Recognizes that trauma is omnipresent and emphasizes a shared responsibility to mitigate the impactCan be beneficial for individuals and/or groups seeking specific therapeutic approaches and/or for specific trauma-origins (e.g. natural disaster survivors)

Why the difference matters

Let’s return to the phrase “but I’m not a therapist.” When we understand the distinction between trauma-informed and trauma-specific practice in schools, it becomes clear that teachers actually don’t need any particular clinical knowledge or expertise in order to implement trauma-informed education. In fact, we become more clear on the fact that teachers actually shouldn’t be leading trauma-specific work.

Teachers aren’t usually trained, licensed, or experienced to lead trauma-specific therapies or approaches. Even if you happen to be both a clinician or healer and a classroom teacher, our professional responsibility requires that we avoid dual roles that could cause confusion on the part of the young people we are trying to support. This means that while teachers may play an important role in the web of community support for a young person, we are not the ones creating, leading, or assessing a child’s healing process from trauma. That means that you, as a teacher, do not need to inquire into a child’s traumatic history, create a clinical or other therapeutic approach, or provide counseling services in order to be trauma-informed. 

Teacher roles in trauma-informed vs. trauma-specific approaches

In trauma-informed practice, a teacher’s role is to be part of the proactive community of support for all students, and to participate in the system shifts needed across the school. I write extensively about this in my book Equity-Centered Trauma-Informed Education. In a trauma-informed school, teachers are mindful of role clarity and boundaries. While we can and should engage in conversations about our own and students’ emotional selves as part of social-emotional learning, we also commit to emotional safety and avoid being “trauma detectives.”

A teacher’s role in trauma-specific supports for students is influenced by a variety of factors, but most of the time, it is to participate when we are invited to do so, following the lead of the person or people coordinating a young person’s plan (including the young person themself). Teachers are not leading the process, but may support the process from within our role. And as we participate in the process, we do not need to know all the details of a person’s traumatic experiences, detailed lists of triggers, or other private information. More relevant is what support is needed and how we can be helpful. 

Let’s walk through an example. Scott is a student at Fictional High School (FHS). Scott’s family’s home was destroyed in a recent natural disaster, and his entire family experienced this loss as deeply traumatic. As a family, they make use of a few trauma-specific supports in their community. Scott and his siblings attend a summer camp for kids impacted by natural disasters. Scott’s parents meet monthly with their faith leader to process their emotions and find support in parenting through trauma. And Scott has an individual counselor from the community health center who picks him up after school for therapy every Friday. In their time together, Scott’s counselor has the role of helping Scott to process his trauma and learn coping mechanisms.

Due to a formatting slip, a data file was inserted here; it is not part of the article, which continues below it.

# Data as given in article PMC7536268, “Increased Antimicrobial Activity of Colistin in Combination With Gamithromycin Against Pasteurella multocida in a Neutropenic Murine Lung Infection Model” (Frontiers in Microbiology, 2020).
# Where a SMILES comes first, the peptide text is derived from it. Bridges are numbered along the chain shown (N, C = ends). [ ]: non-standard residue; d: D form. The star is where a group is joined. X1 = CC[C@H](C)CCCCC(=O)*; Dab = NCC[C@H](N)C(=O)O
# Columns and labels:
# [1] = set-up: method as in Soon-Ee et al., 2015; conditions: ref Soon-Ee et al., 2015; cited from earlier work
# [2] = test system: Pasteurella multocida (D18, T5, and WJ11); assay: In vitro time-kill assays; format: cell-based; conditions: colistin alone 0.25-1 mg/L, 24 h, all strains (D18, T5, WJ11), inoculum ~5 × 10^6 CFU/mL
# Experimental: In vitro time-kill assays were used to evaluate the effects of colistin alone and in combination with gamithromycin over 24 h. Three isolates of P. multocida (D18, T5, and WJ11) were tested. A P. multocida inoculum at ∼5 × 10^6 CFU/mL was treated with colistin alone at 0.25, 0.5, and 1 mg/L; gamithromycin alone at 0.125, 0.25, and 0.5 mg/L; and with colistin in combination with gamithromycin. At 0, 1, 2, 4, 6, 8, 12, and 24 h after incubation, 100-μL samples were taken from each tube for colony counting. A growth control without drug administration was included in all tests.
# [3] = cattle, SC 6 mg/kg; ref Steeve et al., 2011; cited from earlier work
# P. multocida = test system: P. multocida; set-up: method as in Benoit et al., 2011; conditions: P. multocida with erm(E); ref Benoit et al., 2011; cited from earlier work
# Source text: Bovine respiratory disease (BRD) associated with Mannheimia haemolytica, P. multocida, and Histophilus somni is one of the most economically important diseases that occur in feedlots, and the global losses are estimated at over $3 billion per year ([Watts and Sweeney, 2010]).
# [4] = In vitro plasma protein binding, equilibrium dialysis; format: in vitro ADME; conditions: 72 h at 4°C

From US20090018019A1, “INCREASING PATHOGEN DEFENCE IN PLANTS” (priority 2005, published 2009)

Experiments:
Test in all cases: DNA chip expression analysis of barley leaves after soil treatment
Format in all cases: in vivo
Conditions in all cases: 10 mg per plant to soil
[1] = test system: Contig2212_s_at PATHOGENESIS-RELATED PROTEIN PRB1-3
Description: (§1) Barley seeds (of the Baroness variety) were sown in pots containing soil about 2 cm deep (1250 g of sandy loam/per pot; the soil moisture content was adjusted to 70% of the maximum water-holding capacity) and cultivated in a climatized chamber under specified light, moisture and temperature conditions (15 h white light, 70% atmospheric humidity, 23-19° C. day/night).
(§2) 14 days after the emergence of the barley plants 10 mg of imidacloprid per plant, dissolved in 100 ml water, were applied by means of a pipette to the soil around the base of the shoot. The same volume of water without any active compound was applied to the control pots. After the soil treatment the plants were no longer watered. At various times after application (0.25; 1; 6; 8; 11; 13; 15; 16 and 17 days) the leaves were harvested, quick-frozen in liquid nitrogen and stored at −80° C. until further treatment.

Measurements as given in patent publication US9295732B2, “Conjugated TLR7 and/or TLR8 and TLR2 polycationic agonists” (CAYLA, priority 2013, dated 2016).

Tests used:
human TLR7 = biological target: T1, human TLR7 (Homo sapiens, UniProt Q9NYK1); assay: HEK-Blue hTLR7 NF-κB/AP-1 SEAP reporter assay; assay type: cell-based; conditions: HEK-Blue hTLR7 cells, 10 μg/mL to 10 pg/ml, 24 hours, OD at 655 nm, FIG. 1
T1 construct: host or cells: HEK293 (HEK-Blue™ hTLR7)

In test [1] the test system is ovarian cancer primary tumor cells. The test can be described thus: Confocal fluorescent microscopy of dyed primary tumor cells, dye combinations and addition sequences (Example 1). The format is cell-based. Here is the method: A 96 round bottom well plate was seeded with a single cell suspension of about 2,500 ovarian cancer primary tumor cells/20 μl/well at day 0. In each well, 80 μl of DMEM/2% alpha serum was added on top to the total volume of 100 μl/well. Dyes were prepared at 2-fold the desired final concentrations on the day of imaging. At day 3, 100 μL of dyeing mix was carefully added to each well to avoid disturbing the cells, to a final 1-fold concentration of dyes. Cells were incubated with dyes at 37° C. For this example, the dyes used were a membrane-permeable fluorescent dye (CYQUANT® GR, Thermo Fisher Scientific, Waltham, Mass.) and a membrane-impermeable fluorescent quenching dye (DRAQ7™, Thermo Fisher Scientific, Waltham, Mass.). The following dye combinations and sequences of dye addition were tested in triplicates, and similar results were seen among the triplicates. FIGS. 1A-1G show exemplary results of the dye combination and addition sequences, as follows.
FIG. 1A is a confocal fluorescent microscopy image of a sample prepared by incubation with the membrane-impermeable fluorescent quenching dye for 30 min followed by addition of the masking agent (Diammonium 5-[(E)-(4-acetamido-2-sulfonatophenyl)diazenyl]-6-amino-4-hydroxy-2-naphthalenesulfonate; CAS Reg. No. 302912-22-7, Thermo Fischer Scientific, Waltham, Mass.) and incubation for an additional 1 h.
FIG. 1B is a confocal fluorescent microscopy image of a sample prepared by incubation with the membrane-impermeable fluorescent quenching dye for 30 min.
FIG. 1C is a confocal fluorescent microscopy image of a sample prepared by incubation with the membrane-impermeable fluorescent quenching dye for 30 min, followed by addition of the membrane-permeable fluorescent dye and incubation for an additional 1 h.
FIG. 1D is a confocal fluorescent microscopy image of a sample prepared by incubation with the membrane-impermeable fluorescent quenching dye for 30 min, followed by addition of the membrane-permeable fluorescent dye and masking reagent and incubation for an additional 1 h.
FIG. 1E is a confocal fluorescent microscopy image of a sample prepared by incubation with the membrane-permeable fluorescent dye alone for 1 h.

As part of their sessions, Scott and his counselor talk about his experience at school. They talk about some of the positive trauma-informed aspects of FHS: teachers use flexible pedagogy like project-based learning, which Scott enjoys. Student mental health is openly and proactively discussed, so Scott feels comfortable letting teachers know when he is having a hard day. And the school board recently revised their attendance policy to be more trauma-informed, so Scott won’t be penalized when his family prioritizes a restful trip to his cousin’s house for a long weekend.

They also talk about what’s stressful: Scott says that he feels overwhelmed by how big and noisy it is as FHS. Since the disaster, he feels overwhelmed during passing time, and the anxiety of the hallways lingers throughout each class.

Scott and his counselor decide that his teachers may be able to help. With the counselor’s support, Scott and his parents meet with some of his teachers. Together, they create a plan for Scott to discreetly leave each class five minutes early so he can avoid the busy passing period. Scott feels supported by this plan and his anxiety during the day decreases.

In this example, Scott’s teachers are participating in a trauma-specific approach at the request of Scott’s counselor, family, and Scott himself. This participation doesn’t require the teachers to know all of the details of Scott’s trauma or to be clinical experts. All it requires is their flexibility, empathy and willingness to actively listen to, believe, and enact the support Scott says he needs.

We need both 

As we consider how both trauma-informed and -specific approaches are implemented in our schools, we also must remember that healing from trauma is non-linear and may take a lifetime. Schools may play a role in a person’s healing journey – and/or school may be an unsafe place for students to engage in trauma-specific services. Some people heal from trauma without ever engaging with formal trauma-specific support. While teachers may choose to refer a student for evaluation or connect them with clinicians inside or outside of school, it ultimately has to be a person’s choice whether to engage with trauma support or not. We must respect individual children’s and young people’s choices.